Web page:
… b&w was nice but not the way to go. I had too broad a range of shades to get consistent b&w across the set, and the finished set was less pink than I expected so it wasn’t the problem I’d anticipated. Some images just worked much better in colour and it was a shame to sacrifice them.
Images were made in daylight, indoors, with a tripod and remote shutter release. I worked with my dslr, though I did consider making a set with different cameras (instant, dslr, phone etc). The work highlit that a miniature tripod would be very useful and that my supposedly cleaned sensor still has a whopping great splodge in one corner. Here’s a set of some of my selects.
How does my set differ from the original image search screengrab at the top of this post?
Well, my objectives were different. Most images in the Bing search are scraped from commercial sites who need to show the entire dolls house as accurately as possible. Children are sometimes included for context or scale purposes. My objectives however were to show the same pair of figures in a sequence of different dolls houses, and to show the houses as they are in their current lives. So a house may be gently gathering dust, it may have been tidied up after being dropped the week before, it may be full or empty. I think the main thing that struck me in the screen grab was the lask of continuity- these are different houses, photographed by different photographers on different cameras and scraped from different websites. There’s no sense of continuity. I wanted to see if inserting my own narrative via two figures would bring a more cohesive set, more possibility for the imaginative play that a dolls house enables and provokes. I accidentally left these figures in one of the houses where I photographed, I returned moments later to collect them and my friend told me how her four year old was happily playing with the new arrivals.
I wanted to look at the houses in use. They often have bits missing, one friend glued a wooden staircase back in place with nail glue as I worked. They can be surreal, slightly creepy sometimes, joyful at others but always to me with the air of a movie set, suspended and ready for animation. I like the cross-section-ness that is a feature of dolls’ houses, and the way you can use the walls and floors to partition the frame. Somehow it makes me think of Rachel Whiteread’s House (Tate.org.uk, 2017), even though the principles are quite different. Dolls houses are all about the inside with the outside lifting or opening away, whereas House was a concrete casting with only the outside visible, with the walls and roof lifted away like a jelly mould. Whereas the sales images are necessarily perfect.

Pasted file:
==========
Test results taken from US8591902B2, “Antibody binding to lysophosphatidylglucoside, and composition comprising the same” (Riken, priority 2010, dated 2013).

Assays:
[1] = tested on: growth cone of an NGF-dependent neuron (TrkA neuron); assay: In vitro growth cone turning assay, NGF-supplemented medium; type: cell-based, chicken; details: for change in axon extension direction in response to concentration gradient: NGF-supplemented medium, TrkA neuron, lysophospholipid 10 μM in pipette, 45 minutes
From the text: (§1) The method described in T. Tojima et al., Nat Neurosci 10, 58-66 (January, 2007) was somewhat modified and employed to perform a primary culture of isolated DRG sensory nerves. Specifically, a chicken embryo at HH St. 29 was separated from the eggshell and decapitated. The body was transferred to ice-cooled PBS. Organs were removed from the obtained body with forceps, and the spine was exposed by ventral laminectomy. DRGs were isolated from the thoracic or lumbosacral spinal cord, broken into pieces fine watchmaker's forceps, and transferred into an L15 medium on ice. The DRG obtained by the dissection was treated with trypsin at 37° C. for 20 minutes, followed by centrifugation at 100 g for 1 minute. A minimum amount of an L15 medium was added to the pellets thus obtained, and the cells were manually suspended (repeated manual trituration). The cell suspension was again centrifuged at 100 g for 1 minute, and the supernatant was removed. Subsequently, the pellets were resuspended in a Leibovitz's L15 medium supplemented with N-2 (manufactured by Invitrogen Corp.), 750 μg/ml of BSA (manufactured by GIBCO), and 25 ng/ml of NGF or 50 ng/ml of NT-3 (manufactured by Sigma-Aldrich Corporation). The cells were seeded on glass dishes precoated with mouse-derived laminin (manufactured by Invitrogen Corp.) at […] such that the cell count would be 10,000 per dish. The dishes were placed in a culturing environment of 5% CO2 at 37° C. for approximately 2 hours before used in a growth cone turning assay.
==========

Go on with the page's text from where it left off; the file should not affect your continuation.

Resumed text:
The search engine images are only together by coincidence and tag, there is no perceived or intentional desire to make a set or series. I like to think that my set works as a set – it was my idea and I made all the images. I would like to explore this further – I think that a Beecher inspired set could work, always face on, and looking at structural details. I didn’t use my figures in the same position for all images, this is also something that I could revisit.
My choice of single image is the one taken in a room that is empty bar a standard lamp. It was late afternoon when I took it and the light was quite special – I liked the shadow, and the warmth of the light of the grain of the laminate, the glow of the lampshade in the background. This was the house of a family who had recently moved and the dolls house was going through a similar process with some rooms close to empty, others waiting to be unpacked and reassembled.
I put quite a lot into this exercise and enjoyed doing it. I believe that I have considered the creativity criteria of imagination, experimentation, invention in making this work and I hope it demonstrates a nascent personal voice.
This exercise was a challenge for me. Logistically it was a challenge as some days can be all over the place and weekends I lie in… and the longer I procrastinated the harder it got as sunrise was getting earlier and earlier. Eventually I decided to photograph my car boot as that’s normally within easy access and I thought it might be interesting to document a day via the tidal contents of the boot. Our car boots tend to be slightly more private spaces than the cabin of the car, and they are mobile so I think it’s interesting to look at the stuff that we choose to transport with us day in day out. Then I opened the boot at 6:30 one morning and remembered just how much crap is in there… I couldn’t bear any more procrastination though so just cracked on. I have done barely anything in terms of processing, regarding this as primarily a technical learning opportunity, and fixing blown highlights or lost shadow detail in an exercise designed to make me look at light seemed counter-productive. I think you can tell that by 13:30 I was starting to lose my will to live, I only took one image and it was not a good one. Despite it not being the most interesting exercise I have put it on my ideas list as I think car boot still lifes could be worth developing.